You might also note that we do not use an ounce of pesticide. We let the local insects and birds eat any pests and everything is fine.

What is really interesting is now industrial/battery farming is acting as if returning to these very old, very successful models of farming is something new and radical.

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Don’t Waste Those Lilacs–Eat Them!

Lilacs come in white and various hues.

Lilacs come in white and various hues.

It’s lilac season. Don’t let them go to waste! Cut a few blossom clusters and let them sit on your table for a couple hours so any insects evacuate. Then immerse them in liter jars of tepid water for a couple days and let them slowly steep. After, add a little honey and maybe a bit of lemon juice (I prefer a bit of tart forest shamrock or sheep or meadow sorrel) for a fragrant, floral beverage. (Also blends nicely with black tea, chaga tea and sumac-ade.)

Another nice thing for lilacs: make a thick sugar syrup and dip them and let them dry on wax paper for candied lilacs (nice on pancakes).

Or you might make a light batter and dip and fry the clusters, then dip in honey like Mexican sopaipapillas or use powdered sugar for a treat like English elderflower pastries.

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Don’t Use That App to Forage

Four people taken to hospital after using phone app to identify mushrooms.  Click to read the article.

Four people taken to hospital after using phone app to identify mushrooms. Click to read the article.

Last weekend at our foraging class, the question came up: Can I use one of those new phone apps to identify forageables?

I cautioned against it. The fact is identifying plants and mushrooms is a whole-sense process. Some plants, like dandelions are very obvious, but wild lettuce has an uncannily similar appearance to dandelion. Fortunately, if you confuse them, it won’t kill you. But deadly nightshade has blossom bunches vaguely reminiscent of wild carrot, and it will kill you if you confuse them. But you can always tell them because deadly nightshade smells nothing like carrot.  Boletes may look delicious, or they may turn blue if you bruise or cut them, and you don’t know if they’re edible or will give you terrible cramps til you see.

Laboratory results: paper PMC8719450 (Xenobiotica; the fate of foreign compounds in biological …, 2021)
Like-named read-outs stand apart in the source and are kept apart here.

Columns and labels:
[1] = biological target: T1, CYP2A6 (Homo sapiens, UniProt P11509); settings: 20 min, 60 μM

And the fact is, even experts often have great difficult identifying individual plant and mushroom species; how can an app possibly do it with a photo?  What if a bird snipped off a petal of that blossom?  What if that particular plant just grew a bit unusual, i.e., a four leaf instead of three leaf clover?

A photo cannot tell you what the plant looked like at different stages of growth, nor what it smells like, feels like, tastes like. Nor can it tell you what’s under the dirt of a mushroom fruiting body, or what the spores of a mushroom are shaped like, nor if that agaricus smells phenolic or cuts yellow.

There are no shortcuts to learning to forage. DO NOT use an app to identify plants and mushrooms.

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The Wildwood Way–Coming Soon to Your Local Bookstore

In your bookstore this November.

In your bookstore this November.

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Wild Food Is Good Food

curly dockDinner is free range chicken (real free range, as in raised in meadows and woods Twa Corbies chickens), served with potatoes and steamed young curly dock and a salad of dandelion greens, wild chives and sheep sorrel served with bacon grease and bits. We don’t eat like other folk in the Hollow, but we usually eat better because most of what we eat is wild or all but.

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July: Wild Food Foraging Class II-A

Daphne takes a break while foraging in the forest.

Daphne takes a break while foraging spring beauties in the forest.

Due to the immense popularity of the Wild Food Foraging Courses, which have been booked out almost since they were offered, we are offering at least one additional foraging course in July. Details are located here. Message me if interested. Because the demand for these classes is so high, a small deposit of $25 is required to hold your place.

Click the photo to jump to the course description.